As deep neural networks become widely adopted for solving most problems in computer vision and audio-understanding, there are rising concerns about their potential vulnerability.
This layer aims at being the input layer of convolutional neural networks for audio applications.
Formal verification techniques that compute provable guarantees on properties of machine learning models, like robustness to norm-bounded adversarial perturbations, have yielded impressive results.
Saving rainforests is a key to halting adverse climate changes.
Detecting sleepiness from spoken language is an ambitious task, which is addressed by the Interspeech 2019 Computational Paralinguistics Challenge (ComParE).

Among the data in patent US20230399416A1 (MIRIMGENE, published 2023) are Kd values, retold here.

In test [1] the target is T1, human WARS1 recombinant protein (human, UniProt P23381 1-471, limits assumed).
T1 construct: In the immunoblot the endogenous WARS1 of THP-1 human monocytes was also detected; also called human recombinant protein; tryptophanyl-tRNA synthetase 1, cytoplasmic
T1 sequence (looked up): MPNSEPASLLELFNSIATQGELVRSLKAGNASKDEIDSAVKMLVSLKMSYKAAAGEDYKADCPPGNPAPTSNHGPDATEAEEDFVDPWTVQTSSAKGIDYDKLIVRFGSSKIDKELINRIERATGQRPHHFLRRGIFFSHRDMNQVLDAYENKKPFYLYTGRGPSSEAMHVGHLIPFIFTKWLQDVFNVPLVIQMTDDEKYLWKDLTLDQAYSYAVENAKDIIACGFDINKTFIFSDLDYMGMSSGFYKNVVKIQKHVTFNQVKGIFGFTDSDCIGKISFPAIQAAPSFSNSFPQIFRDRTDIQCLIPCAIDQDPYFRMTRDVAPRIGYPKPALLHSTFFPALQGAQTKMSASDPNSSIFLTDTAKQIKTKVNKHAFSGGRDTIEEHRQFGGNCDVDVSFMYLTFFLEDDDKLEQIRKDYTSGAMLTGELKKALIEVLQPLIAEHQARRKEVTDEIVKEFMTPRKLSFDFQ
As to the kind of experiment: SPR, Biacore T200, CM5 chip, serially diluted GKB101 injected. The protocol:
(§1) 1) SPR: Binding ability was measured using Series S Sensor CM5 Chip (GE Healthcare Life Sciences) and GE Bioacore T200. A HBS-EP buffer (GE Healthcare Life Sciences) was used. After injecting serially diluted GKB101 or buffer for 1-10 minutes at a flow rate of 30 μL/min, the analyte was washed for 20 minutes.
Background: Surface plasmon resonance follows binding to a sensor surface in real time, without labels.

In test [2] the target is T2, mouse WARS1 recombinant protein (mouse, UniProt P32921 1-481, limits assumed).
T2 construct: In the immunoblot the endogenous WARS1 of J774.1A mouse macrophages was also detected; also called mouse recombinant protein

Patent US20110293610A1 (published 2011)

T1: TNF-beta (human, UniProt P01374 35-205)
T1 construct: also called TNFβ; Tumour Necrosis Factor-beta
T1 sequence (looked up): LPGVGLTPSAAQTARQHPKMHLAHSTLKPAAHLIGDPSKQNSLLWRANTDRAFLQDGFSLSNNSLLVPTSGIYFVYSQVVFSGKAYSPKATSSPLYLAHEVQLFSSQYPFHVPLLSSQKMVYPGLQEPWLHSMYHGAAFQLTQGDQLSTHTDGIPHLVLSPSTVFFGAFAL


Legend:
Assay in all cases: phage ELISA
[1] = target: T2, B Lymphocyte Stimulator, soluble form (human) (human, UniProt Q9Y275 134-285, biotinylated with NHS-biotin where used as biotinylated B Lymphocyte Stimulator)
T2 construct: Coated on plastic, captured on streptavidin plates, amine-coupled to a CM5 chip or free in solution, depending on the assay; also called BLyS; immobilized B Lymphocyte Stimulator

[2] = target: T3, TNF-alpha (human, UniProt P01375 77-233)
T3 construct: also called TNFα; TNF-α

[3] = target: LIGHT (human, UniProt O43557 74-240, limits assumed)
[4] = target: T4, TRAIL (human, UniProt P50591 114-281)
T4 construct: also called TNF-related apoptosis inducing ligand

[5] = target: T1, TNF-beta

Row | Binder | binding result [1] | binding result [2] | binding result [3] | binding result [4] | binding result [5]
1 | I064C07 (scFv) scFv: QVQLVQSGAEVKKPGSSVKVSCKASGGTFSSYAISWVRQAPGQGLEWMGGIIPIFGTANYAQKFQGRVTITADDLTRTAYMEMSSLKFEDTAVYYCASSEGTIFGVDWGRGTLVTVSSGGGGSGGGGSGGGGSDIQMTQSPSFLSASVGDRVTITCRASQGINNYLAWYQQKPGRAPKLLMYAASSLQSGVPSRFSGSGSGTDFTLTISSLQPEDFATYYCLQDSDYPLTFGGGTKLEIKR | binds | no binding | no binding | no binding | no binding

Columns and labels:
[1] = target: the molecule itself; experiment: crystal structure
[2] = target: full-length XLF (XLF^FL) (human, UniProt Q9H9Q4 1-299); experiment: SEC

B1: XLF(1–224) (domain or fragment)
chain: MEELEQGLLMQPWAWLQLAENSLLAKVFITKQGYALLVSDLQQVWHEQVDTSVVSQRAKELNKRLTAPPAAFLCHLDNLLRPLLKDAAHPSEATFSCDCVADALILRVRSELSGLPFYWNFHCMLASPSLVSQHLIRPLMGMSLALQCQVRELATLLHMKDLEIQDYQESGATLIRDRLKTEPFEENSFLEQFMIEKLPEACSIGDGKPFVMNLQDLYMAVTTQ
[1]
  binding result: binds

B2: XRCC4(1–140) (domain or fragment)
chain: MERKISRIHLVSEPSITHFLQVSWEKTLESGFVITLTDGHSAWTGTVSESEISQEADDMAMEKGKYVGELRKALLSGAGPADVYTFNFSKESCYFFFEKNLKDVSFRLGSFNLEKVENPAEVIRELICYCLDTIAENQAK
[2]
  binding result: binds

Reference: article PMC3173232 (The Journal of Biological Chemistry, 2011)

The purpose of this paper is to analyze and discuss the performance of several residual block implementations within a state-of-the-art CNN-based architecture for end-to-end audio classification using raw audio waveforms.
We treat textual labels as semantic side information of audio classes, and use Word2Vec to generate class label embeddings.
In this paper we first review some strong adversarial attacks that may affect both audio signals and their 2D representations and evaluate the resiliency of the most common machine learning model, namely deep learning models and support vector machines (SVM) trained on 2D audio representations such as short time Fourier transform (STFT), discrete wavelet transform (DWT) and cross recurrent plot (CRP) against several state-of-the-art adversarial attacks.